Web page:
Attendees benefit most from user group conferences involving robust participation by owner/operators, OEMs, and third-party services providers because it provides them perspective on various aspects of a particular issue. Inevitable disagreements among the parties are conducive to meaningful discussion, occasionally loud. This process contributes to issue resolution, often stimulating equipment modifications and upgrades and improvements in plant O&M practices.
CTOTF’s™ GE E- & EA-class Roundtable is the poster child for such a meeting. Its day-long program at the user group’s spring 2015 conference in Fort Myers, Fla, developed by Pierre Boehler and Ed Wong, PE, of NRG Energy Inc, Dan Giel of Duke Energy, and Dave Hollandsworth of Gainesville (Fla) Regional Utilities, exceeded expectations as usual with diversity in presentation topics and discussion.
The OEM’s engineering team presented in the morning on rotor design and casing alignment, the Mark V control system, lube-oil systems, compressor clashing, and parts configuration management. In the afternoon, a user demonstrated how to remove the upper- and lower-half aft-compressor casing of a Frame 5, with the rotor in-place, to enable a hook-fit repair. Mike Hoogsteden, field service manager for Advanced Turbine Support LLC, followed with a presentation on advancements in 7EA first-stage stator vane inspections.
GE’s 7EA product manager opened the meeting with a fleet overview—particularly worthwhile for first-timers, which comprised about one-quarter of the audience. Frame 7B-EA gas turbines, now installed in 99 countries, total about 224 GW in nameplate generating capability. Experience includes more than 143-million operating hours and 1.2-million starts. The Frame 7 series of engines was introduced in 1971 with the 7A. The most popular machines in the 7B-EA fleet are the 7B and 7EA.
A few of the major design differences between the E- and F-class engines identified by the rotor expert:
7E is a three-bearing, hot-end-drive machine with a 17-stage compressor and three-stage turbine section. Turbine wheels are made of alloy steel. The 7E base design was created with a simple-cycle configuration in mind.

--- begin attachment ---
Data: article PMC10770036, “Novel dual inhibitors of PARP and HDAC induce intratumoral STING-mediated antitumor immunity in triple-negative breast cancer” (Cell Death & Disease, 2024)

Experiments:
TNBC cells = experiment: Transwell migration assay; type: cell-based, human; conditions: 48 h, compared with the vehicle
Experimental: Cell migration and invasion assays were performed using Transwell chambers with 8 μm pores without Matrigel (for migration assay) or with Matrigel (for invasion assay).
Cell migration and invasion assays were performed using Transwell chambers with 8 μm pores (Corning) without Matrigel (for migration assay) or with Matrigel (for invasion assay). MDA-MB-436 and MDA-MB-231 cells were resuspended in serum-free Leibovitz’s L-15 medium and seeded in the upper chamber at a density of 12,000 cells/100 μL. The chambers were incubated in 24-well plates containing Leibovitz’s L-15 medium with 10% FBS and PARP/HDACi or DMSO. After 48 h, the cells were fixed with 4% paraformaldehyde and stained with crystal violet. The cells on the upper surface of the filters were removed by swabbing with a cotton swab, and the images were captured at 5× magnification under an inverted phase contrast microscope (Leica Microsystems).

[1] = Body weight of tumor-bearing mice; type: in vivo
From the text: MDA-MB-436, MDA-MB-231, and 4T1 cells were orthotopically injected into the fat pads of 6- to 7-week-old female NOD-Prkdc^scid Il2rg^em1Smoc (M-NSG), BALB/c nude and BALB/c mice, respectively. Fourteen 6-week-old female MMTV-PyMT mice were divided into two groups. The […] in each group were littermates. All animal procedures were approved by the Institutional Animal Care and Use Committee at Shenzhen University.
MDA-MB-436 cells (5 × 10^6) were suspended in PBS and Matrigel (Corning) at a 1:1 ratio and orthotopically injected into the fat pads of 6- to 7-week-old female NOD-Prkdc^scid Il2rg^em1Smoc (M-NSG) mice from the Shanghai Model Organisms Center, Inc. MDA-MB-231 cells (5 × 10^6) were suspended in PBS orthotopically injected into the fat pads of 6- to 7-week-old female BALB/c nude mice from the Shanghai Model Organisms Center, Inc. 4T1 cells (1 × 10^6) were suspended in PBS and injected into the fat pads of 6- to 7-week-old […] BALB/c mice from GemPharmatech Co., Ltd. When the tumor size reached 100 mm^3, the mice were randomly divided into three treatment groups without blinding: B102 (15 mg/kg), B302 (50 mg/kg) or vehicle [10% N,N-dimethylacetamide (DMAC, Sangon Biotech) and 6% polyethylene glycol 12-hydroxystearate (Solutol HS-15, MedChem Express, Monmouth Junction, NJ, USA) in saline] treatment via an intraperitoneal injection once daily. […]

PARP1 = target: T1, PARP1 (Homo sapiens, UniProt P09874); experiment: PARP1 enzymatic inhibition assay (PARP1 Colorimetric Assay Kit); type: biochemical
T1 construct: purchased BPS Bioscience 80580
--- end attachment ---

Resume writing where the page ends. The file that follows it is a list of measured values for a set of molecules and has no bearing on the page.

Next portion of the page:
7F is a two-bearing, cold-end-drive machine with an 18-stage compressor and three-stage turbine section. A sophisticated super alloy is used to make turbine wheels. The cold-end drive provides a straight path for the exhaust stream into the HRSG to maximize efficiency. However, this design increases the torque requirement through the compressor rotor and forward end of the turbine rotor.
The rotor presentation was a good backgrounder for all those concerned about rotor life (everyone). Here are some highlights:
During the segment on rotor design basics, the group was reminded that the tight-tolerance, rabbet-fit feature of turbine wheels assures wheel centering for vibration stability and that the wheel/shaft bolt faces provide rotor backbone stiffness support and contribute to the transmission of torque.
Creep, caused by stress and temperature, is the primary damage mechanism when engines are in base-load service. Fatigue affects starts-based units. Low-cycle fatigue (LCF) life is based on stress, which is influenced by speed and thermal condition. Forced cooling on shutdown adversely impacts fatigue life, but this effect is minimal on E-class engines. However, a combination of fast starts and forced cooling can get you in trouble over time.
Ageing observations noted by the speaker:
1. Embrittlement in E-class steel wheels. This is the change in a material’s toughness/ductility over time. Different forms of embrittlement exist, but most are driven by the intergranular effects arising from time at temperature.
2. Material softening—that is, the observed decrease in hardness readings on aft compressor wheels and turbine wheels. Ultimate and yield strengths move in the direction of hardness.